This is the third post in a series based on a ZS social selling survey of 125 sales leaders.
Previously, my colleague Brandon Mills wrote about social branding, detailing how social media can be used to establish and advocate a sales rep’s professional brand in the market. While social branding has a relatively low barrier to entry for sales reps, social listening, the second in the series of ZS’s “Six Building Blocks of Social Selling,” requires more commitment and investment to realize its true value.
Social listening is defined as developing market-, competitive- and customer-level insights by proactively monitoring digital media channels. Many sales teams may periodically search for news about their customers and prospects or look at their contacts’ LinkedIn profiles. However, social listening involves taking a more systematic and sustained approach to this research so that teams can consistently collect new insights that will help them add value and strengthen their relationships with current customers and prospective clients. For those companies willing to take that leap, social listening has the power to deliver insights that drive effectiveness and competitive advantages in sales strategy, customer engagement and sales operations.
Using the results from our study with leading B-to-B companies, we’re better able to understand the prevalence of social listening among sales teams, and how it’s most commonly used. Below are our key findings, as well as some suggestions for taking action:
- Social listening is being used sparingly because of the perceived investment needed and the lack of executive support. Just 40% of sales leaders report that their teams are leveraging social listening practices to proactively monitor digital media channels. This percentage drops to 33% in the high-tech and telecommunications space, which is surprising because high-tech sales teams tend to be earlier adopters of social selling practices. Of teams not using social listening, 45% of them cite “lack of support from executive leadership” and 32% of them cite “investments (time and money) required are too great” as the reasons that their teams don’t use social listening.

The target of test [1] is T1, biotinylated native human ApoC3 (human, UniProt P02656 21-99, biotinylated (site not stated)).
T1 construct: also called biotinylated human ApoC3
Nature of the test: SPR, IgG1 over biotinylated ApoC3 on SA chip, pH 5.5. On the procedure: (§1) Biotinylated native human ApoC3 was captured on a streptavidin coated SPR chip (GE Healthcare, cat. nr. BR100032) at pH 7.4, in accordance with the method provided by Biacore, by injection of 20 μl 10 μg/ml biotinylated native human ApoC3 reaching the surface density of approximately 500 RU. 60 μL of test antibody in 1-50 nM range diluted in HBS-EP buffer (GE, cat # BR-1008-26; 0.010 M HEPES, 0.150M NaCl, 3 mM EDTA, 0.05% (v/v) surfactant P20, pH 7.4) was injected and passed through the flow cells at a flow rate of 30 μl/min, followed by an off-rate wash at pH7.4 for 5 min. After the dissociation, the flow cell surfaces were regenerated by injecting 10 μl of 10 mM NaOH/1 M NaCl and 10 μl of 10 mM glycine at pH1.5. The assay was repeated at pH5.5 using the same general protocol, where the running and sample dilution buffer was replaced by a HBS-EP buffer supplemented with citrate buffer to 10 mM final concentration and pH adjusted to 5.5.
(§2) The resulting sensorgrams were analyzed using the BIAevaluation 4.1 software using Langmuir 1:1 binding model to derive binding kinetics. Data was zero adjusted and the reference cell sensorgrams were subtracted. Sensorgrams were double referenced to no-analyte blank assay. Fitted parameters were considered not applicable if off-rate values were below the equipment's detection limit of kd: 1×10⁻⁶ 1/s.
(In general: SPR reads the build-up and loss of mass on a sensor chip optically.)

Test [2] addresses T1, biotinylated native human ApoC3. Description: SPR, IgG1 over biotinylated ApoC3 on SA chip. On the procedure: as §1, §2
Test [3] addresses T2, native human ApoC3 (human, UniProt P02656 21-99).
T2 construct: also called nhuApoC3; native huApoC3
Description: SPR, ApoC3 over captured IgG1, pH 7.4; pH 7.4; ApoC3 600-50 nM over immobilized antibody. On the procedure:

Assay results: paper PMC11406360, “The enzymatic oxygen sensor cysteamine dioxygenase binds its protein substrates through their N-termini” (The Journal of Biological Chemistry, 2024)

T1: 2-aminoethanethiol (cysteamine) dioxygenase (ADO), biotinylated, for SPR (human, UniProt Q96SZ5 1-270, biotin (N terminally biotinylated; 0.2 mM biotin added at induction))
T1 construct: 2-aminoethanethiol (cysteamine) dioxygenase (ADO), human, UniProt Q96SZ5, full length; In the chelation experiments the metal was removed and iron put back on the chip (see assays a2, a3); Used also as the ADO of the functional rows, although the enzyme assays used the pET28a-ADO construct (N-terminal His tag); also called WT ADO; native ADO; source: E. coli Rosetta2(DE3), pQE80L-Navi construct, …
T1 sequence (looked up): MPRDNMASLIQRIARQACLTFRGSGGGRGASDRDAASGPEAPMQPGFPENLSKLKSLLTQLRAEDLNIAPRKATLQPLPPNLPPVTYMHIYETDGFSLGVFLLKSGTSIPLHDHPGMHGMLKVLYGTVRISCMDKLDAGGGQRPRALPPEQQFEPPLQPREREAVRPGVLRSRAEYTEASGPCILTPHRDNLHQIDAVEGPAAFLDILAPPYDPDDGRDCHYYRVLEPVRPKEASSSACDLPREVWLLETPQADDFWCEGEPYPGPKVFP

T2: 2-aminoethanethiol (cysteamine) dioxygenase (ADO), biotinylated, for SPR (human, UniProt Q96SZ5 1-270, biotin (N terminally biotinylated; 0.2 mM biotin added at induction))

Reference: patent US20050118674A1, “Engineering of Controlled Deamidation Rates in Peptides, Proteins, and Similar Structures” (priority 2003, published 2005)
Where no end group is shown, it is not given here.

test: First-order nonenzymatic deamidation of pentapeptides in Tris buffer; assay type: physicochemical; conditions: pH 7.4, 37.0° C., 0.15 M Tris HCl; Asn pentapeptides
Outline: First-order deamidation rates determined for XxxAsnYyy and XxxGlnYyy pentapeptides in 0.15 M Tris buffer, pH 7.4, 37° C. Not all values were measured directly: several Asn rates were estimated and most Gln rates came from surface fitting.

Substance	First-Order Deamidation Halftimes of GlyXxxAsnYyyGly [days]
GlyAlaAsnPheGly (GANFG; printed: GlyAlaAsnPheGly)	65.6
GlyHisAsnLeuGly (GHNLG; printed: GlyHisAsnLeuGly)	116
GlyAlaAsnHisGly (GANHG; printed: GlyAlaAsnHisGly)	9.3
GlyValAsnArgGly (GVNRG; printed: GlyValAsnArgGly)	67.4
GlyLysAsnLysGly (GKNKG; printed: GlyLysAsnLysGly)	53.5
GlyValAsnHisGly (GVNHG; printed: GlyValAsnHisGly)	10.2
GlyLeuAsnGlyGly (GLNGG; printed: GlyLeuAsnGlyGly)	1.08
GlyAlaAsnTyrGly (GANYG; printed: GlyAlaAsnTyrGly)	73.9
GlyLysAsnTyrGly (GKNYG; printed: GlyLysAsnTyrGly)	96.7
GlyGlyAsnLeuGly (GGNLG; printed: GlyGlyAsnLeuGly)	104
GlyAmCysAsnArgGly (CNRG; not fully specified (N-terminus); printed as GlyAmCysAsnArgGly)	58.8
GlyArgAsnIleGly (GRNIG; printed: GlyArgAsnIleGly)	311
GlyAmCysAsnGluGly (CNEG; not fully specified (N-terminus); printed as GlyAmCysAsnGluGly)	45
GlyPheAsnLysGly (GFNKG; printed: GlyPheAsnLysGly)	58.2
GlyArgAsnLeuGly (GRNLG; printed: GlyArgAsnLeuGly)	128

Unlike social branding, which can be more easily done at an individual level with little investment, social listening often involves sales leadership making social listening tools available and coming up with a process for mining, sharing and driving insights from the data. While many social listening tools such as Social Mention and Hootsuite are free or require minimum monetary investment, using them does require a large investment of time and commitment by the company. Furthermore, of teams not using social listening, just 15% say that they’re likely or extremely likely to implement social listening practices in the next year.
- Social listening is helping teams gather meaningful insights. Despite the barriers to adopting social listening practices, sales teams that are using them report gathering several key insights. The most common insights gathered include competitive intelligence (82%), market trends (76%), prospective customer intelligence (72%) and existing customer intelligence (64%). While high-tech and telecom sales teams are less likely to use social listening overall, the teams using it are gathering insights at even higher percentages: market trends (80%), prospective customer intelligence (90%) and existing customer intelligence (80%). Social listening has a low use rate for collecting business partner intelligence, as just 42% of sales leaders report gathering this type of insight through social listening.